Sharing memories sets children on path to better well-being

Toddlers whose mothers received special coaching in talking about memories grew into teenagers who experience better wellbeing, University of Otago research shows.

The study found that 15-year-olds told more coherent stories about turning points in their lives if their mothers had been taught the new conversational techniques 14 years earlier.

These adolescents also reported fewer symptoms of depression and anxiety compared to adolescents in the study whose mothers had conversed with their toddlers as usual.

Published in the Journal of Personality, the research is a follow-up of a reminiscing intervention in which 115 mothers of toddlers were assigned to either a control group or given training in elaborative reminiscing for a year. Elaborative reminiscing involves open and responsive conversations with young children about everyday past events, such as feeding ducks at the park.

Project lead Professor Elaine Reese, of the Department of Psychology, says adolescents whose mothers had participated in the earlier coaching sessions narrated difficult events from their lives – such as parental divorce or cyber-bullying — with more insight into how the experience had shaped them as people.

The research, initially funded by the Marsden Fund of the Royal Society Te Apārangi, is the first to show long-term benefits of mother-child reminiscing for adolescents’ development.

“Our findings suggest that brief coaching sessions with parents early in children’s lives can have long-lasting benefits, both for the way adolescents process and talk about difficult life events and for their well-being,” Professor Reese says.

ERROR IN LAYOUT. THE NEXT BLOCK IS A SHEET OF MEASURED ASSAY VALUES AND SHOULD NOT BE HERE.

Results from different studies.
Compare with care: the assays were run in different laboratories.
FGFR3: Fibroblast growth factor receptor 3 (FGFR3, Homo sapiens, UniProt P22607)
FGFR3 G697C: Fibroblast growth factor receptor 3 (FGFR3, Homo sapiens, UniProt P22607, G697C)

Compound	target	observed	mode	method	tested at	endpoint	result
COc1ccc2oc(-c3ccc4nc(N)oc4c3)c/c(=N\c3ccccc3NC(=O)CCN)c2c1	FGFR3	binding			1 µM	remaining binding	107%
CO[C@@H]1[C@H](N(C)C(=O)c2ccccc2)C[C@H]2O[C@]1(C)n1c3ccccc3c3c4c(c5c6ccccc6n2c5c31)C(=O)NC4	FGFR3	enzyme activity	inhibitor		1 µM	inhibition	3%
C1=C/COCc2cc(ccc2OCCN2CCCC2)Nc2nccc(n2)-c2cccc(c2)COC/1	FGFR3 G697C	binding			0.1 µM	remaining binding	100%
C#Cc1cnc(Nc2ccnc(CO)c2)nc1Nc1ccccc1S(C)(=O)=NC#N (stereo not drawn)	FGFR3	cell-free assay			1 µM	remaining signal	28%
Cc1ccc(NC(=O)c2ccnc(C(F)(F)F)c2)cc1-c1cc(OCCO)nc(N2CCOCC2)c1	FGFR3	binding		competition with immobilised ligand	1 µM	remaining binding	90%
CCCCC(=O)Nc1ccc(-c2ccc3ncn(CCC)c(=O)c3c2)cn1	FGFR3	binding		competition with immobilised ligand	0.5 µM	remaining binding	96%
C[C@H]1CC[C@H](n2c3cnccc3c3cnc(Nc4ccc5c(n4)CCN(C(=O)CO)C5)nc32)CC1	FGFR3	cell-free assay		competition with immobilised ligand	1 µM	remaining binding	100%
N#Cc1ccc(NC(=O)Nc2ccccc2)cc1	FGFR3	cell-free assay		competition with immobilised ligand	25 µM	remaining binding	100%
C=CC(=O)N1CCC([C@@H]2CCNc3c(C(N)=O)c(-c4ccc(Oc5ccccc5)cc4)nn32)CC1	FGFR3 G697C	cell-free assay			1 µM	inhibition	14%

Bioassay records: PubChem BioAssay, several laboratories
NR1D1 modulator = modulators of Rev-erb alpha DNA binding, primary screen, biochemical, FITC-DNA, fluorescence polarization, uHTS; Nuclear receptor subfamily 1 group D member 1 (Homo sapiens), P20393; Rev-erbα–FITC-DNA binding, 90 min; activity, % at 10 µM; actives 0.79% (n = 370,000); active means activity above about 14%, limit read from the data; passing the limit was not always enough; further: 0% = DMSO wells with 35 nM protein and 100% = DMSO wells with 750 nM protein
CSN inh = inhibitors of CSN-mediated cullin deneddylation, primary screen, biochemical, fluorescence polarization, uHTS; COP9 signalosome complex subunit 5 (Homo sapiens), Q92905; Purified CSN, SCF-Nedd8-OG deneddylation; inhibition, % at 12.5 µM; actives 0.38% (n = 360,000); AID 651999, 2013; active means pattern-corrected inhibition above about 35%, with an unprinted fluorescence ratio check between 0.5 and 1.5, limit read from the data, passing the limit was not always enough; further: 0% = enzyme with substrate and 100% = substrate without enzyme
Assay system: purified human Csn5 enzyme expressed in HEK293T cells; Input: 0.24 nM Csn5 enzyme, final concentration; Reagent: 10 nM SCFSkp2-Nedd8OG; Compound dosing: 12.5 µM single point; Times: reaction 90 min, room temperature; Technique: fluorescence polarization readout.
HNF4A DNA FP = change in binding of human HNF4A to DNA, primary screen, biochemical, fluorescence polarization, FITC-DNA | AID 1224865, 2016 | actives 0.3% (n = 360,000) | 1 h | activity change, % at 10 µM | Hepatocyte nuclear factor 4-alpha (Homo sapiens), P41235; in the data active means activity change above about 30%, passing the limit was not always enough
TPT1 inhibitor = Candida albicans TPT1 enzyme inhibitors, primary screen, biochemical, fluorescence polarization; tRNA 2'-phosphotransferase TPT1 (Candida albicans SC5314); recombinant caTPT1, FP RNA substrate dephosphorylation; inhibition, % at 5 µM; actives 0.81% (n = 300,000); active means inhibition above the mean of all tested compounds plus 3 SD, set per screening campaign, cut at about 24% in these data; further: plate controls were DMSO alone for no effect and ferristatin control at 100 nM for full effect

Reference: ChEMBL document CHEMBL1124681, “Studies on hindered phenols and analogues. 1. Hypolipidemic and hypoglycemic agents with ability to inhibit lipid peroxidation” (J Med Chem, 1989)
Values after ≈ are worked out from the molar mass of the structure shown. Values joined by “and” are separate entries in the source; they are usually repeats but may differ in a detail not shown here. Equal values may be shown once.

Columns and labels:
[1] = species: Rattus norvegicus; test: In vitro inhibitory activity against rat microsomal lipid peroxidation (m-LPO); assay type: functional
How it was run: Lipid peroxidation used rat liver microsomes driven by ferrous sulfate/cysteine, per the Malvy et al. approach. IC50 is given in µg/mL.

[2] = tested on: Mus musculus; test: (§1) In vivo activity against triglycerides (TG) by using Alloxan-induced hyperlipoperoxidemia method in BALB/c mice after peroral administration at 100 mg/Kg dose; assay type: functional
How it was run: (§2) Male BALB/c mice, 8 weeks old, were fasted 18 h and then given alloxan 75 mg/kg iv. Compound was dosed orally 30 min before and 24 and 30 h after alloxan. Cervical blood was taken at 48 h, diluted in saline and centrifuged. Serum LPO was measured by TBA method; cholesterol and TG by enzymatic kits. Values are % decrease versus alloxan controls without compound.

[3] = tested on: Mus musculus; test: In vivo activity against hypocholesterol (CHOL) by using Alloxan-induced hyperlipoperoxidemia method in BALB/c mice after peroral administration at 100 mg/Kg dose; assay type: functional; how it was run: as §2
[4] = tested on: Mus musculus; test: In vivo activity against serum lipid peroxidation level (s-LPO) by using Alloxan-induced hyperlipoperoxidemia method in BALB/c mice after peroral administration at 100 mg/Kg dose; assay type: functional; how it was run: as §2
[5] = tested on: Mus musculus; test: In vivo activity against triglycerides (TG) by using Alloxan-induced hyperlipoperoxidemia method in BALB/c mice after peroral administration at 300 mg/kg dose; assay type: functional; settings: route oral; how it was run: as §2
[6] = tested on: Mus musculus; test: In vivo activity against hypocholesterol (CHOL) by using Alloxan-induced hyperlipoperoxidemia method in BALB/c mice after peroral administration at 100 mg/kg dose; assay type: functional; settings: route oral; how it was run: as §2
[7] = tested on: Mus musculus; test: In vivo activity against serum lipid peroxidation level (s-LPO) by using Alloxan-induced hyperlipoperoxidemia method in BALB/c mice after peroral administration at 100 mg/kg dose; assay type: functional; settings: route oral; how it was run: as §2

“We believe parents’ elaborative reminiscing helps children develop more complete, specific, and accurate memories of their experiences, providing a richer store of memories to use when forming their identities in adolescence. Elaborative reminiscing also teaches children how to have open discussions about past feelings when they’re no longer in the heat of the moment.”

She hopes parents and policy makers realise the importance of early childhood as the ideal time for starting to have positive conversations with children, and to know that these conversations can make a difference as children grow older.

“The ultimate goal is to encourage parents to have more sensitive and responsive conversations about events in their children’s lives.”

Lead author and clinical psychologist Dr Claire Mitchell says a great deal of research now shows well-being can drop dramatically in adolescence.

“For some young people, this dip is the beginning of more severe mental health issues that can be difficult to treat. Thus, it is important to find ways to prevent mental health difficulties earlier in life if possible.

“As a parent of a toddler myself, I can confirm that these elaborative reminiscing techniques are enjoyable and easy to learn. Our study helps pave the way for future work with parents of young children to promote healthy interactions from the beginning that could have enduring benefits,” she says.

The researchers intend to continue the study, following up with participants in emerging adulthood to determine any ongoing effects of their mothers’ elaborative reminiscing.

*An article has been written about this research for The Conversation. It is available for free republication under Creative Commons.

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